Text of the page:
kanji flag

by Jennifer Utsch $68.00
Handmade
Recycled

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  • the story

Values in Alignment

Each letter of our alphabet may represent a unique sound, but each symbol in Japanese Kanji depicts an entire word or concept. With this meditative, outdoor string of Tibetan-inspired prayer flags, artist Jennifer Utsch spells out essential values that are treasured the world over. Utsch carefully cuts each elaborate symbol from recycled steel, and gives each a color that seems to suit its energy. "Health" is a vibrant green; "Faith" is pure white. The metal flags are suspended from a chain, alternating with traditional Noah bells from India, which are said to sooth the spirit with their gentle chiming. Tibetans believe that their prayer flags allow the wind to carry the good will of their messages as a blessing on the world. Makes a thoughtful and inspiring addition to your outdoor decor. Handmade in India and California.

  • details
Handmade
Recycled
Item ID
30393
Made from
brass, recycled metal
Measurements
60" L; Each Flag: 2.5" H x 2" W; Each Chime: 1.5" L x 1" dia.
Notes
Care instructions: Intended for indoor or outdoor use. The chain and the bells may oxidize slightly in outdoor conditions; however, the squares should not fade. Length may vary within .25" due to handmade nature of this item.

The Kanji Symbol meanings are as follows (left to right) Love, Harmony, Strength, Health, Wisdom, Prosperity, and Faith.
  • the maker

JenniferUtsch

Artist Jennifer Utsch has always been passionate about art and creating. Seeing promise, her high school teacher, urged her to enroll in art school. Like so many, Jennifer never believed there was a future for her in art; so, she veered in the opposite direction. Yearning to escape to the West, she left her home town Virginia, and headed for college in the great Rocky Mountains. She graduated with degrees in Spanish and International Relations. She pursued careers in Law Enforcement, Firefighting and Real Estate.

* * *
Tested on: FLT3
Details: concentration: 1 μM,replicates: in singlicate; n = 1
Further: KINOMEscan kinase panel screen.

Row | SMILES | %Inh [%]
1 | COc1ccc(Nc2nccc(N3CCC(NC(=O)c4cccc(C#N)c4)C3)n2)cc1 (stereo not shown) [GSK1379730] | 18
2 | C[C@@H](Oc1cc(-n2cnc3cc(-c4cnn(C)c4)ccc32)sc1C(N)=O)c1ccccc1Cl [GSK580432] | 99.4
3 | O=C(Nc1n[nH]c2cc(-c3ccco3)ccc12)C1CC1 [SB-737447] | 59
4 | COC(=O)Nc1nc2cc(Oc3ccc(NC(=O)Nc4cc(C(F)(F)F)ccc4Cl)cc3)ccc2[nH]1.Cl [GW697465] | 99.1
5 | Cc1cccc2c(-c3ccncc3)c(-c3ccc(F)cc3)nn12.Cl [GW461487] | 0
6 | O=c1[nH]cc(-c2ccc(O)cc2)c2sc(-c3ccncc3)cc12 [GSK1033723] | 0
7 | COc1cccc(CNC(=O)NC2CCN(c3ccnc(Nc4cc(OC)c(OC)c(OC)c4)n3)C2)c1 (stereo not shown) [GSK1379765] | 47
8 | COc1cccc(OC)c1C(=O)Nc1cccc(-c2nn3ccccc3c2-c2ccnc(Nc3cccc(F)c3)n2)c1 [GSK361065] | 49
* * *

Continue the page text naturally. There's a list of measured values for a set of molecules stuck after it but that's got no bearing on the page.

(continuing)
Though the work was exciting and rewarding, Jennifer still felt unsatisfied and restless. This is when she turned back to her first love, and established Mandala Recycled Art in 1998.

Although these educations and careers were not "right" for me, she now sees how her paths led her to this point in her life. Law enforcement provided her with the assertiveness and awareness needed to be self-employed, and firefighting gave her the appreciation and connection with fire, as well as, the knowledge of using the oxy-acetylene torch. Real Estate prepared her for the daily office routine that any business requires.

In a nutshell, these experiences looped back to her youthful passion with art and allowed her to understand it in new ways. Wanting to work with people and the environment, wanting to see and show the connections between each other and with the earth, Jennifer began to envision how she could make the interconnections of these passions into her life's work.

Now, she collects "trash" and makes it "work" for her; it is in this simplicity that creates beauty and allows new ideas to flow.

Jennifer designs all products with the use the hand torch. All metal is reclaimed (mostly sheet metal and steel cans). She then hand paints and assembles each piece with beads selected from Sustainable Cooperatives in India and Indonesia. collection

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